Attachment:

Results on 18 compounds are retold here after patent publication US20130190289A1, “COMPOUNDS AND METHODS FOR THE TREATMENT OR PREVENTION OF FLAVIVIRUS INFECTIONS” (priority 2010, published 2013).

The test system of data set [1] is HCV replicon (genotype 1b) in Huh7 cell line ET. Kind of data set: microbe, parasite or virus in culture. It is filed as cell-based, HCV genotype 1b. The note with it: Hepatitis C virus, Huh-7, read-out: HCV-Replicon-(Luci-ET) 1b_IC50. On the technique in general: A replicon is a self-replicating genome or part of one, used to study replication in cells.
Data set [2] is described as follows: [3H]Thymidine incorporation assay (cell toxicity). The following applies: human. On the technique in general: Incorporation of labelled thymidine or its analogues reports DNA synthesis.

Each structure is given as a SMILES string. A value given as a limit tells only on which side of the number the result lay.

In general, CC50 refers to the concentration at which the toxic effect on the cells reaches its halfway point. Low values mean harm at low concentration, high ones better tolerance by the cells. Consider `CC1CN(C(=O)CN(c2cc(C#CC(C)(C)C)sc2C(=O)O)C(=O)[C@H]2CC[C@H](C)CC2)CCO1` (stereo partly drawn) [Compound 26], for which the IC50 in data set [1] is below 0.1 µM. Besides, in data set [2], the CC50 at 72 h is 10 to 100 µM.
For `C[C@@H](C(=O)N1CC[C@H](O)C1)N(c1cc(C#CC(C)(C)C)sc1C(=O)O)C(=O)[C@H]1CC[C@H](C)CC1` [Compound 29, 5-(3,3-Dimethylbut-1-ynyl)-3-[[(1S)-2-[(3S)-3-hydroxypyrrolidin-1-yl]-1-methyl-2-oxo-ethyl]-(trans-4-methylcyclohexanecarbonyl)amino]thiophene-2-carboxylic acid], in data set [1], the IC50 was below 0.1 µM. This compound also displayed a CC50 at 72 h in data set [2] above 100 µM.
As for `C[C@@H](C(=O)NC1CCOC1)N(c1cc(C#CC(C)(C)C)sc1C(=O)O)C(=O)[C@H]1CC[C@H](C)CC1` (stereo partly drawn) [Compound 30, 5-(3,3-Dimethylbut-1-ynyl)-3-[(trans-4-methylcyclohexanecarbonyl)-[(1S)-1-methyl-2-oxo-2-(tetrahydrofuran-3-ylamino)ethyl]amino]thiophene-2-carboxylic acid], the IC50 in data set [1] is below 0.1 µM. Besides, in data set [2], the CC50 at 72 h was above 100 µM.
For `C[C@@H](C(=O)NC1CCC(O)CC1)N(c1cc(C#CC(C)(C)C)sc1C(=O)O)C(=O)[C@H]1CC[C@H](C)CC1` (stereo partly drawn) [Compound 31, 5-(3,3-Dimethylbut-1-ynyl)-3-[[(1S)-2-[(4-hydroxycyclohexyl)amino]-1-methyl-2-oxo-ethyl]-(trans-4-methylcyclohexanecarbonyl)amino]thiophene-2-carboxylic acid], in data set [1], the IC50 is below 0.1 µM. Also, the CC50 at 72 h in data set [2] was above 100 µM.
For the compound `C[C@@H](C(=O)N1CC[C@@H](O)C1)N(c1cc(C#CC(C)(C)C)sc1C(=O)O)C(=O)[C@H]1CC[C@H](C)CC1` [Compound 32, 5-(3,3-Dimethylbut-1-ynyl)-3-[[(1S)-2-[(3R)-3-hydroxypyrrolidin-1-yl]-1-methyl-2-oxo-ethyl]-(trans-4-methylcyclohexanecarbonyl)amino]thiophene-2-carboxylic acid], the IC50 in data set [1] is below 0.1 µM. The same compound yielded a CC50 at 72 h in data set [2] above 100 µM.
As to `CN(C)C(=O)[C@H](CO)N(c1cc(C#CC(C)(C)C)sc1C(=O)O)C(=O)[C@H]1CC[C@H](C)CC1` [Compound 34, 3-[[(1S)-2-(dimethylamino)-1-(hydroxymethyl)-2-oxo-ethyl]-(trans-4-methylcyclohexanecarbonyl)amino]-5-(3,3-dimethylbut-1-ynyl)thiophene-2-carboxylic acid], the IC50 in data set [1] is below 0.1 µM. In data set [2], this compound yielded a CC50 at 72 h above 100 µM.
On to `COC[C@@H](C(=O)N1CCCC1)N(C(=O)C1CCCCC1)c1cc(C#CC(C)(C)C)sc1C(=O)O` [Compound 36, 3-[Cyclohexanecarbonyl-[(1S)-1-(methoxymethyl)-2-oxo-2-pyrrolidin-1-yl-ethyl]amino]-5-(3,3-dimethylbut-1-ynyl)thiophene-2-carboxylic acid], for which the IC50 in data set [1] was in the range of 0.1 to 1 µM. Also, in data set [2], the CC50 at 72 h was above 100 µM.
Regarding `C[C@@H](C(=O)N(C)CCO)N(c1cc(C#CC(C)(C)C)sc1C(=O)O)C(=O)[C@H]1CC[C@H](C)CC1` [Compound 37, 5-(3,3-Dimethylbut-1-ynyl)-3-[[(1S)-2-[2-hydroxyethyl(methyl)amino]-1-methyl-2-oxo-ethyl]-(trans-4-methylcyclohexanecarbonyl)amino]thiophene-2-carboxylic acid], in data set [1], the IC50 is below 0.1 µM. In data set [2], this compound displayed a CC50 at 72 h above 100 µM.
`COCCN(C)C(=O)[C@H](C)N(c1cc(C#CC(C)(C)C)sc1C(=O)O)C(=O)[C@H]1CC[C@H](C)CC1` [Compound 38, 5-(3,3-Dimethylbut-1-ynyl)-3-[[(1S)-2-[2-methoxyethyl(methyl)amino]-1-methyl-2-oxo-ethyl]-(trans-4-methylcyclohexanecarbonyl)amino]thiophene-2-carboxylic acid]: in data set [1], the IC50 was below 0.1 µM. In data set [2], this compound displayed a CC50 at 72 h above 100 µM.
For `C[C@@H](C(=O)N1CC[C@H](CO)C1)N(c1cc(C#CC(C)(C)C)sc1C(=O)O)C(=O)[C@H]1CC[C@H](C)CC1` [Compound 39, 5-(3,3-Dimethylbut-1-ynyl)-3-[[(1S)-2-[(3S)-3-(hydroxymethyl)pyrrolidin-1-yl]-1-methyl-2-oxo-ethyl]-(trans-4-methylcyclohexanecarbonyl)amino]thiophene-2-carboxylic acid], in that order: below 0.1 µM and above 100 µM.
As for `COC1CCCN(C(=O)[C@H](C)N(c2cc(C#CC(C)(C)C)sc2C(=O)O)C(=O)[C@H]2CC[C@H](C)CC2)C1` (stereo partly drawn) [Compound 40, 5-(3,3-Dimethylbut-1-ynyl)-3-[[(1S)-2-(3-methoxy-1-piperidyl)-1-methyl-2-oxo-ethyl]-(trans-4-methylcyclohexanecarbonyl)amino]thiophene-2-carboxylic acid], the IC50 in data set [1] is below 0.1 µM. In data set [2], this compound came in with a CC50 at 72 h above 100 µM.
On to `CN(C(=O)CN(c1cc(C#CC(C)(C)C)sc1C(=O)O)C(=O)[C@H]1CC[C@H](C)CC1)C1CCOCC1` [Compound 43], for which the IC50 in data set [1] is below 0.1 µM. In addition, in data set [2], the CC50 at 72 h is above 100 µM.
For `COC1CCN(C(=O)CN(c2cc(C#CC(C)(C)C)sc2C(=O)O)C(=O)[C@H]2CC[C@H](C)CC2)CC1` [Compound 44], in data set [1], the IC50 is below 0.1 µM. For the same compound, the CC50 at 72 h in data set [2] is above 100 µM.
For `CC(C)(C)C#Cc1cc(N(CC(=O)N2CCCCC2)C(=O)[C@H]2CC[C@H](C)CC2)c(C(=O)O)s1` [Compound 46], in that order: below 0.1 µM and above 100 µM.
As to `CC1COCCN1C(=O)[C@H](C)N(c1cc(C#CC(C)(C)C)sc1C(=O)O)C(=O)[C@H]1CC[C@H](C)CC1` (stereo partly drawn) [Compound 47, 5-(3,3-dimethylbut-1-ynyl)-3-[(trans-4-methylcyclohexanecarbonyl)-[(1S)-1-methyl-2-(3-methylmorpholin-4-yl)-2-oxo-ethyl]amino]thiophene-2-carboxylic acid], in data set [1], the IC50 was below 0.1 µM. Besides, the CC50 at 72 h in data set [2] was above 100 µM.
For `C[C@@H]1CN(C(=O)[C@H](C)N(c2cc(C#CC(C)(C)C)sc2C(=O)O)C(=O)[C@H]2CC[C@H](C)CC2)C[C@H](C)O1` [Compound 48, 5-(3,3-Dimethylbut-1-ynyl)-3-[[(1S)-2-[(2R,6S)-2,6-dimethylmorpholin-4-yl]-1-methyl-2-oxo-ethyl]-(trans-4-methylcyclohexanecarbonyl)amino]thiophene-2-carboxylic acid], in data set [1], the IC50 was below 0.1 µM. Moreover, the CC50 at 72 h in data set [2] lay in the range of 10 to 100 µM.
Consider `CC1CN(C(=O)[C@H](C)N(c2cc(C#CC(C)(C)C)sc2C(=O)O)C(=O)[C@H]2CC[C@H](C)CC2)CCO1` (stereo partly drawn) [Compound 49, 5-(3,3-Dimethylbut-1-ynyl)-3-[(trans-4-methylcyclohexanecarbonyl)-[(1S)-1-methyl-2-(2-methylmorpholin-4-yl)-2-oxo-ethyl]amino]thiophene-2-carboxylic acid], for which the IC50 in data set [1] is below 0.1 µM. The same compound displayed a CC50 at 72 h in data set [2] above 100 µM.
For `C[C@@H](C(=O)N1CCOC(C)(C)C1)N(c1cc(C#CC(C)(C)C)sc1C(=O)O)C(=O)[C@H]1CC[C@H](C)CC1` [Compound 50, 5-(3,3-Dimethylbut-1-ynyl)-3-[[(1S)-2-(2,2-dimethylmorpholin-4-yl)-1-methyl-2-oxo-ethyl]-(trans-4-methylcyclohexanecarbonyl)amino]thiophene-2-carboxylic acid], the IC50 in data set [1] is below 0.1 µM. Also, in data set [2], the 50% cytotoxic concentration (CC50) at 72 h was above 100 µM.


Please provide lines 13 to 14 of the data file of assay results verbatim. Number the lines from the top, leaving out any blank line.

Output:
`COCCN(C)C(=O)[C@H](C)N(c1cc(C#CC(C)(C)C)sc1C(=O)O)C(=O)[C@H]1CC[C@H](C)CC1` [Compound 38, 5-(3,3-Dimethylbut-1-ynyl)-3-[[(1S)-2-[2-methoxyethyl(methyl)amino]-1-methyl-2-oxo-ethyl]-(trans-4-methylcyclohexanecarbonyl)amino]thiophene-2-carboxylic acid]: in data set [1], the IC50 was below 0.1 µM. In data set [2], this compound displayed a CC50 at 72 h above 100 µM.
For `C[C@@H](C(=O)N1CC[C@H](CO)C1)N(c1cc(C#CC(C)(C)C)sc1C(=O)O)C(=O)[C@H]1CC[C@H](C)CC1` [Compound 39, 5-(3,3-Dimethylbut-1-ynyl)-3-[[(1S)-2-[(3S)-3-(hydroxymethyl)pyrrolidin-1-yl]-1-methyl-2-oxo-ethyl]-(trans-4-methylcyclohexanecarbonyl)amino]thiophene-2-carboxylic acid], in that order: below 0.1 µM and above 100 µM.